\[\int ^{\infty }_{-\infty }x^{2}e^{-\dfrac{m\omega x^{2}}{\hbar }}dx=\dfrac{\sqrt{\pi }}{2\left( \dfrac{m\omega }{\hbar }\right) ^{\dfrac{3}{2}}}\]

    \[\langle x^{2}\rangle =\sqrt{\dfrac{m\omega}{\pi \hbar }}\left( \dfrac{\sqrt{\pi }}{2\left( \dfrac{m\omega }{\overline{n}}\right) ^{\dfrac{3}{2}}}\right) =\dfrac{\hbar }{2m\omega }\]


    Problem 81

    Part A

    We can use a 1 dimensional box approximation again here:

    \[ E_0 =\pi^2\hbar^2/2mL^2\]

    Our constants from problem 51 all remain the same except m and L which are now:

    \[m = 0.20 kg\]

    \[L = 1.5 m\]

    Plugging this all into our equation we get:

    \[E_{0}=\dfrac{\pi ^{2}\left( 1.0546\times 10^{-34}\dfrac{J}{s}\right) ^{2}}{\left( 2\right) \left( 0.20 kg\right) \left( 1.5 m\right) ^{2}}\]

    \[=1.22\times 10^{-67}J\]

    The energy equation then can be rearranged for time into:


    Plugging into the equation with our previous energy value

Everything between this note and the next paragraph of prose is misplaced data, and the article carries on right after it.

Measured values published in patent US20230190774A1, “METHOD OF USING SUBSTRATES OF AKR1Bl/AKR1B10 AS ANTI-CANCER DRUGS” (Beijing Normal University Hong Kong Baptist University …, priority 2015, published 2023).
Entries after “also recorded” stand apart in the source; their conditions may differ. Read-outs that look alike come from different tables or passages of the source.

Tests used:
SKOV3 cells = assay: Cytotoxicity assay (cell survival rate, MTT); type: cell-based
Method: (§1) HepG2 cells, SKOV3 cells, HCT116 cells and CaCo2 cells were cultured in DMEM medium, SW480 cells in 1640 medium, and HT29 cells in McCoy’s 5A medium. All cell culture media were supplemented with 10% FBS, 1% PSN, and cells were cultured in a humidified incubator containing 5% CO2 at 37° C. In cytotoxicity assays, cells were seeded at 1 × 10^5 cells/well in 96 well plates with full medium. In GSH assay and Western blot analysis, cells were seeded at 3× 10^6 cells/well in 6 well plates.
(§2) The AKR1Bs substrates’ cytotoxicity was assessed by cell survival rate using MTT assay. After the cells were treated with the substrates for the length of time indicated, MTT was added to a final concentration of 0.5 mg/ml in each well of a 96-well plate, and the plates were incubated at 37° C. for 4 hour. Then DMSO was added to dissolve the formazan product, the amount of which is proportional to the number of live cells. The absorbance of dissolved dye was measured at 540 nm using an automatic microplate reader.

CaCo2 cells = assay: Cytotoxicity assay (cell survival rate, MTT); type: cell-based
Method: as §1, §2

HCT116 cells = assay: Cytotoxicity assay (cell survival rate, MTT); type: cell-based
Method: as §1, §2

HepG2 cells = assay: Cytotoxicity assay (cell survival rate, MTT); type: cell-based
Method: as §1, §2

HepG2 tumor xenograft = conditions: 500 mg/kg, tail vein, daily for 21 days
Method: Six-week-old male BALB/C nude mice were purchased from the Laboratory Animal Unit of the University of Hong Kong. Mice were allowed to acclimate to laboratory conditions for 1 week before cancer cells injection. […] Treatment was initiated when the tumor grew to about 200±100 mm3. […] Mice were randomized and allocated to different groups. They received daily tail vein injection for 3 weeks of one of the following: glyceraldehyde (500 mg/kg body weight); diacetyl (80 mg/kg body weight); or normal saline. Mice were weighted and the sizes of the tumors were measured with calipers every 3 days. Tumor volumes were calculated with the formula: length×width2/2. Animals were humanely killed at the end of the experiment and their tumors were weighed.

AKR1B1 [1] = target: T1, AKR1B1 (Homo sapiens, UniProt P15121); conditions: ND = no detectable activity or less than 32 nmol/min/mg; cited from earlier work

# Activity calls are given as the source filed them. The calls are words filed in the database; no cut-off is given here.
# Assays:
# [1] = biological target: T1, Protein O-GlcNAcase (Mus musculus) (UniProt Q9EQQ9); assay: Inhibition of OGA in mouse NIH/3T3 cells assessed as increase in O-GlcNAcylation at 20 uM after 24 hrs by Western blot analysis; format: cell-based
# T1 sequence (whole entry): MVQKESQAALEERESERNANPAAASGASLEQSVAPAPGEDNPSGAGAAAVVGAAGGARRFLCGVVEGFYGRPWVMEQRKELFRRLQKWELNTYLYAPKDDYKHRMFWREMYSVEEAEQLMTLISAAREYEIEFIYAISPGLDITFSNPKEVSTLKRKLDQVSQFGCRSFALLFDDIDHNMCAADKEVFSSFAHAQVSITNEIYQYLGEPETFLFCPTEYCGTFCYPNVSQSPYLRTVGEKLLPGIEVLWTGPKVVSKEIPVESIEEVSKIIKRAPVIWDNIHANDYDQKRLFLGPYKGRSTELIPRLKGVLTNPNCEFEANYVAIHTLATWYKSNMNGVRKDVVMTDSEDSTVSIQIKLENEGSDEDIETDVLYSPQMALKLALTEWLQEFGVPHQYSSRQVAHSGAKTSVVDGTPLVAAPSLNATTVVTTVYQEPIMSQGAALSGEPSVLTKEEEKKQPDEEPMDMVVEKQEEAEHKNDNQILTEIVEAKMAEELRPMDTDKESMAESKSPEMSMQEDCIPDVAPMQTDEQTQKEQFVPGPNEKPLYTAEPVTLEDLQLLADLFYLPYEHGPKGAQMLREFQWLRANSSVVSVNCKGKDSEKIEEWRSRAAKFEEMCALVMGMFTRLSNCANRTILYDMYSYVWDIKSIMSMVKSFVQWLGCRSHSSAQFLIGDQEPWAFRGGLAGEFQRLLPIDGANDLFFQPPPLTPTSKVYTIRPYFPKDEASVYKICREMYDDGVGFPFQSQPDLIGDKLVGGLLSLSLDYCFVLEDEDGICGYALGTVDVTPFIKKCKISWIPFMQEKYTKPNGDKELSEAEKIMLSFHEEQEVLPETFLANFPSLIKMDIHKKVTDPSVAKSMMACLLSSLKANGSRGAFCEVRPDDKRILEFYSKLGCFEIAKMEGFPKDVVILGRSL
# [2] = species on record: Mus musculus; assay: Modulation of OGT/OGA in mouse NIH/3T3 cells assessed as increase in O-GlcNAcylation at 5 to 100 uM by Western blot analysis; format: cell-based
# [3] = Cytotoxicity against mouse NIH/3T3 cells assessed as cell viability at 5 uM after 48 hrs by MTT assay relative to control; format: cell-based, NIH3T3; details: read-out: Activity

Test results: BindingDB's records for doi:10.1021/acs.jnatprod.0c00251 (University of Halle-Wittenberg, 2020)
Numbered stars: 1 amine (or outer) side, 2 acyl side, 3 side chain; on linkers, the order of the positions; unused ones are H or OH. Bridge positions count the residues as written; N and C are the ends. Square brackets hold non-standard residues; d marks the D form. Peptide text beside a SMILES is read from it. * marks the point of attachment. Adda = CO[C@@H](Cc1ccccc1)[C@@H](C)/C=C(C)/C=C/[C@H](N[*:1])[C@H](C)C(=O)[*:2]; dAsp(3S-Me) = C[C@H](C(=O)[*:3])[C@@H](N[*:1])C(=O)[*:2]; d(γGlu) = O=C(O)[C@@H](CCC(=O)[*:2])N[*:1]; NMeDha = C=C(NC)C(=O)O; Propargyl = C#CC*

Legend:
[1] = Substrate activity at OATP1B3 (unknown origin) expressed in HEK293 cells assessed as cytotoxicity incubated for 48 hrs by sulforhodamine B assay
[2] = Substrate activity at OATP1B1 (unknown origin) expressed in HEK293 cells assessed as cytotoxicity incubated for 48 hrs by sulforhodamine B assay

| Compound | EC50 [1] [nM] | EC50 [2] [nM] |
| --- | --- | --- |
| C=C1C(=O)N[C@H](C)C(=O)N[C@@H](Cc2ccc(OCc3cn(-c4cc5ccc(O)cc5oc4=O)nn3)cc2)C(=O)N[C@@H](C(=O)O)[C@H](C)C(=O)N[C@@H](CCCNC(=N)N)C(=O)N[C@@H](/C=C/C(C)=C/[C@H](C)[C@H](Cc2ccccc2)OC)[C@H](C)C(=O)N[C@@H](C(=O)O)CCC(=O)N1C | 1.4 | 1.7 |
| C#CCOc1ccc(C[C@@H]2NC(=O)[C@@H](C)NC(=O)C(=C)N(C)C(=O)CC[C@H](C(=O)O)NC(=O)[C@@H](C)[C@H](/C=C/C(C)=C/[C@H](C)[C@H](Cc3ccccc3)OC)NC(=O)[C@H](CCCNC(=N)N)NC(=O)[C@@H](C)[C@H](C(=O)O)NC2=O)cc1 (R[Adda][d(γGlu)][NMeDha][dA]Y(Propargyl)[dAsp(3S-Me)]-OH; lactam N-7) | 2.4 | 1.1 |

\[=\dfrac{1.5m}{\sqrt{2\left( \dfrac{1.22\times 10^{-67}J}{0.20kg}\right) }}\]

    \[=1.37\times 10^{33}s\]

    \[\left( 1.37\times 10^{33}s\right) \left( \dfrac{1\min }{605}\right) \left( \dfrac{1hr}{60\min }\right) \left( \dfrac{1days}{24hr}\right) \left( \dfrac{1year}{365days}\right)\]

    \[=4.34\times 10^{25}years\]

    The age of the universe is 13.7 billion years old so the orders of magnitude for the answer are 15 orders of magnitude over. This is a very large difference!

    Part B

    The transition of energy will be given by the following equation

    \[\Delta E=\left( n_{2}^{2}-n_{1}^{2}\right) \left( \dfrac{\pi \hbar ^{2}}{2mL^{2}}\right)\]

    We assumed our initial n value was 1 for part A, for part B, the second n value will be 2. This gives us this equation:

    \[\Delta E=\dfrac{\pi ^{2}\hbar ^{2}}{2mL^{2}}\left( 2^{2}-1^{2}\right)\]

    Solving for the transition energy gives us this:

    \[=\dfrac{3\pi ^{2}\hbar ^{2}}{2mL^{2}}\]


    \[=3.6\times 10^{-67}J\]

    The KE of a ball moving at 2 m/s is given:

    \[\begin{aligned}KE=\dfrac{1}{2}mv^{2}\ =\dfrac{1}{2}\left( 0.2kg\right) \left( 2 m/s\right) ^{2}\ =.4 J\end{aligned}\]